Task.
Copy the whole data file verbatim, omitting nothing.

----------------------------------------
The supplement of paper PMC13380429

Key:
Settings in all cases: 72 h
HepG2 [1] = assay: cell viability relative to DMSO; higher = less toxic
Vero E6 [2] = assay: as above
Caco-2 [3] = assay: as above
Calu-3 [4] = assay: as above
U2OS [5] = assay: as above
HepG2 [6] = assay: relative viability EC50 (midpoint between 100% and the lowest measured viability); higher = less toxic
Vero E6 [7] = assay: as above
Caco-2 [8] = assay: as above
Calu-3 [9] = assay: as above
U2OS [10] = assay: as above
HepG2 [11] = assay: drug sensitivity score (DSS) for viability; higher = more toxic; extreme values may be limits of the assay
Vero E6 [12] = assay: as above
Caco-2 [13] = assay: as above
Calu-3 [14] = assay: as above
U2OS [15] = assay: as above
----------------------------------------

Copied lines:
The supplement of paper PMC13380429

Key:
Settings in all cases: 72 h
HepG2 [1] = assay: cell viability relative to DMSO; higher = less toxic
Vero E6 [2] = assay: as above
Caco-2 [3] = assay: as above
Calu-3 [4] = assay: as above
U2OS [5] = assay: as above
HepG2 [6] = assay: relative viability EC50 (midpoint between 100% and the lowest measured viability); higher = less toxic
Vero E6 [7] = assay: as above
Caco-2 [8] = assay: as above
Calu-3 [9] = assay: as above
U2OS [10] = assay: as above
HepG2 [11] = assay: drug sensitivity score (DSS) for viability; higher = more toxic; extreme values may be limits of the assay
Vero E6 [12] = assay: as above
Caco-2 [13] = assay: as above
Calu-3 [14] = assay: as above
U2OS [15] = assay: as above